Quick note: accessibility and typical peoplePosted: March 4, 2010
I wrote this yesterday, and didn’t post it because I figured it was just me being cranky. It’s not the biggest issue in my life right now with respect to being a sister to Lily. And then I saw a post on FWD/Foward that dealt with accessibility. So I decided maybe it was worth posting. Here you go…
I had reason to visit a new building today, and to need to wait in a hallway for awhile. During that time, I noticed several people triggering an automatic door opener. After moving closer, I realized that these fast-walking folks were pushing a familiar button with a picture of a stick figure wheelchair user. Then I noticed that I was somewhat frustrated with the situation – many able-bodied people using an accessibility feature as a convenience. (One gentleman actually smacked the button on his way through.) Even worse, the button seemed unusually high up – conveniently placed for a person walking, but perhaps not as much use for someone in a chair or using a walker. (However, I will admit that this is largely speculation on my part. I didn’t measure it or anything.)
Don’t get me wrong – if the convenience factor is enough to motivate designs that improve accessibility, I’m not going to demand that those features be removed. Good for everyone is good for everyone. But knowing how hard it can be as a helper to a PWD to navigate pedestrian space…well, I found myself resenting that people who could open a push-bar door didn’t, and how invisible my struggles – and even more, those of people with conditions affecting mobility – were to them as they breezed on through.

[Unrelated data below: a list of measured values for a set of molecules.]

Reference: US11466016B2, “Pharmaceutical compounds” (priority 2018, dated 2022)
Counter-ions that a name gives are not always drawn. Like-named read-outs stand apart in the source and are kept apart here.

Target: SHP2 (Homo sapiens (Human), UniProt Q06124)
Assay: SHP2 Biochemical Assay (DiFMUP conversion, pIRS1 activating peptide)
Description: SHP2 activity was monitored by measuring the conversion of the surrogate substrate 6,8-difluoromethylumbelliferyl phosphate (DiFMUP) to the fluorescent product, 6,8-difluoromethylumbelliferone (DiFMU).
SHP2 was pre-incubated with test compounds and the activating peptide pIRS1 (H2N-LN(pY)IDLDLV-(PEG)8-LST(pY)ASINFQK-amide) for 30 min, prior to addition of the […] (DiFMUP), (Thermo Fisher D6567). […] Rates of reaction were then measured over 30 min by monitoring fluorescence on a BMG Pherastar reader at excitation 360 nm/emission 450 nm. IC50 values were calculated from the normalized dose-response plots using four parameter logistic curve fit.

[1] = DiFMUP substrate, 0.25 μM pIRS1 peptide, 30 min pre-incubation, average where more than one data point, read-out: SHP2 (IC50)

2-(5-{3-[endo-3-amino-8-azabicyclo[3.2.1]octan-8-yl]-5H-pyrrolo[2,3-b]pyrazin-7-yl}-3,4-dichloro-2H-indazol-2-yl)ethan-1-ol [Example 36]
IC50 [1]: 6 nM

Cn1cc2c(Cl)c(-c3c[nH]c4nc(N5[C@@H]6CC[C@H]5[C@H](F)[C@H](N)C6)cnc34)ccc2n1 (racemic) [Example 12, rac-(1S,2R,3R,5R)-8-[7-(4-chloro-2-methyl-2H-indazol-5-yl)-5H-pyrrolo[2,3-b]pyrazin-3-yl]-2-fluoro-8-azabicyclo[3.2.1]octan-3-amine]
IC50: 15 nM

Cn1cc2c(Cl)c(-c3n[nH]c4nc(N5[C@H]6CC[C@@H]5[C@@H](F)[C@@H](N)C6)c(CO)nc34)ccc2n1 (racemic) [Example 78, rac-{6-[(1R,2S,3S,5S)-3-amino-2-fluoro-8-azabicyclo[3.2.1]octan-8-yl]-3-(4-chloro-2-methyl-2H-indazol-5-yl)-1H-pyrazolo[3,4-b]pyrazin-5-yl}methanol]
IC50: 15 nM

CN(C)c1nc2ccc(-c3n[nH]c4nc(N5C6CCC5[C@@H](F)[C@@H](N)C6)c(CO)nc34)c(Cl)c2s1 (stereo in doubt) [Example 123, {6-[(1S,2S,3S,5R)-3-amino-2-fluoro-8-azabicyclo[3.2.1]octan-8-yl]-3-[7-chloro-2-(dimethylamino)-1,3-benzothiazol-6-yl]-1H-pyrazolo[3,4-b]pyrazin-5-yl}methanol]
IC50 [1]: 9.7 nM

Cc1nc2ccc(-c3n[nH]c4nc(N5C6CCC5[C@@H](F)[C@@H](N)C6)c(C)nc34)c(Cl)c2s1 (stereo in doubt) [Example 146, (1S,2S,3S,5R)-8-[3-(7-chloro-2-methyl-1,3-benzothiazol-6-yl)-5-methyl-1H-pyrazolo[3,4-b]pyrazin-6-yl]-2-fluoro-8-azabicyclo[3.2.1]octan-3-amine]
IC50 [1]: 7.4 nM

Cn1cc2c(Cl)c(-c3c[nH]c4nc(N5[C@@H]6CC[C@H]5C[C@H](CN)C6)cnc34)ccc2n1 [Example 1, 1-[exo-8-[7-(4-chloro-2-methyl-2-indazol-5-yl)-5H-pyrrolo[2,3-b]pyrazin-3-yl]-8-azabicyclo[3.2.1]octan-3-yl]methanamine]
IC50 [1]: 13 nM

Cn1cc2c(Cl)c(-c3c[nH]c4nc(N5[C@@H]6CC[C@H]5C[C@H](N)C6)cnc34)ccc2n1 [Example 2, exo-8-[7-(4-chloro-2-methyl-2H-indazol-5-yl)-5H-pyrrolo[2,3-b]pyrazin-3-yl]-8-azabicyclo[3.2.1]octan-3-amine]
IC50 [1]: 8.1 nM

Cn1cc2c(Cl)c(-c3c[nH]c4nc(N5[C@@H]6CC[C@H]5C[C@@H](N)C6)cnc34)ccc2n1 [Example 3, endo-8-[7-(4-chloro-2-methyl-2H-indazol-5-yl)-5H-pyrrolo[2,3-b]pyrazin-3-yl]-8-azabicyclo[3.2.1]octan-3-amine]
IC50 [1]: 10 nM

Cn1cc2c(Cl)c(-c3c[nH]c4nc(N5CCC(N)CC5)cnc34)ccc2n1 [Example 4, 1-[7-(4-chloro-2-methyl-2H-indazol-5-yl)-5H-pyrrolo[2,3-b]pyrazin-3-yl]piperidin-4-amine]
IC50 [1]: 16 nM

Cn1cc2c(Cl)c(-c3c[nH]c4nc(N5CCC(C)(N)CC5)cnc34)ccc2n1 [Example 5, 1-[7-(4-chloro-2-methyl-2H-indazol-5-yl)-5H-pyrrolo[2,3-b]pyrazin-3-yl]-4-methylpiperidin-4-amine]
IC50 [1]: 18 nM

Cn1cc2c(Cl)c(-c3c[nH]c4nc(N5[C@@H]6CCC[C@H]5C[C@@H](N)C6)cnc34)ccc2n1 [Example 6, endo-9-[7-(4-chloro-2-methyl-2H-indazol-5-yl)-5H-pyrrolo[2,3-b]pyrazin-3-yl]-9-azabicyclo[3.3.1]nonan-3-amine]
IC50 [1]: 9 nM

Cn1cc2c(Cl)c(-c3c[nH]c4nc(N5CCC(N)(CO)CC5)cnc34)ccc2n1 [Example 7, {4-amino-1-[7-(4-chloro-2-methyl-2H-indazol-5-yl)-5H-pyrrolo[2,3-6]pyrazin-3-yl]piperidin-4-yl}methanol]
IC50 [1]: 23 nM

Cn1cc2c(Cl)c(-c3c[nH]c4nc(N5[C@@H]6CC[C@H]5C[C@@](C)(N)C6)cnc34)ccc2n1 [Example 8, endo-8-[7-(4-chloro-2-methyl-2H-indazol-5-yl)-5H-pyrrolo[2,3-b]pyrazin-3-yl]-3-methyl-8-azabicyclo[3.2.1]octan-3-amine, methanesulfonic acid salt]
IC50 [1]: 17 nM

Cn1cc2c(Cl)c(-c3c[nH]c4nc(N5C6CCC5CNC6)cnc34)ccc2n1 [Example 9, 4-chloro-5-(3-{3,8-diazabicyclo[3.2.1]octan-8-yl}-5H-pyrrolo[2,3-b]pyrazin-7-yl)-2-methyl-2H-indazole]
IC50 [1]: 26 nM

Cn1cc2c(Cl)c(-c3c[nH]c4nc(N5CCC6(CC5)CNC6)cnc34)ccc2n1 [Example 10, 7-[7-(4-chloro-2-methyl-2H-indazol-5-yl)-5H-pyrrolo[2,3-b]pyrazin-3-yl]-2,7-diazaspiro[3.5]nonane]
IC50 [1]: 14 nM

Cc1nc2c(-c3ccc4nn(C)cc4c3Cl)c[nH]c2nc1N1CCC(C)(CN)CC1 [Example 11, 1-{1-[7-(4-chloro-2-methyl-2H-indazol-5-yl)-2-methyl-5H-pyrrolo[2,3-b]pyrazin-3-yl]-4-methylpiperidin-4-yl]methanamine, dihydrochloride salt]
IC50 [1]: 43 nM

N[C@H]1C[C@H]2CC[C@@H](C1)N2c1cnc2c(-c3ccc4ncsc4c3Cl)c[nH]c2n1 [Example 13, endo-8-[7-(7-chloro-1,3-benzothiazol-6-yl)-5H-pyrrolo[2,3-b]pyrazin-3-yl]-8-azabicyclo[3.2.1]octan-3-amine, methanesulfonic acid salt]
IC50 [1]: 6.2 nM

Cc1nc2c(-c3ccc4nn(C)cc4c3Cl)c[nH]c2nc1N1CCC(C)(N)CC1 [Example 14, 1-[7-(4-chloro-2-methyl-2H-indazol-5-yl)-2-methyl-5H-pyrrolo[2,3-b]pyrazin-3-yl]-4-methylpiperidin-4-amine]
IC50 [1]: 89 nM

I once dated someone who tried to pay me a compliment because I’d held the door open for a woman struggling to maneuver a stroller into a cafe door. I replied that I was motivated to act because many people have failed to help me when I’ve been out with Lily in her wheelchair.* In my mind, at that time, I had a vivid image of trying to get the chair through the door of the coffee shop up the road from home, where we sometimes walk to get muffins (for her) and croissants (for me), plus coffee and/or treats for our parents. I had to use my feet, knees, elbows, and backside to help her inside one day, when there were several people inside and outside the cafe, and nobody even looked like they were willing to help.
It’s also always interesting to negotiate areas with poor or absent sidewalk with the wheelchair. Ditto trying to push her up the slope of our local river levee, which is a popular place for people who run or ride bikes, although there is a much easier access point further up the river, so maybe I shouldn’t complain as much about that.
* It doesn’t help that Lily is, uh, not her most graceful when we’re trying to get her through difficult terrain. She fusses. Often she complains that we’re not getting to our destination fast enough.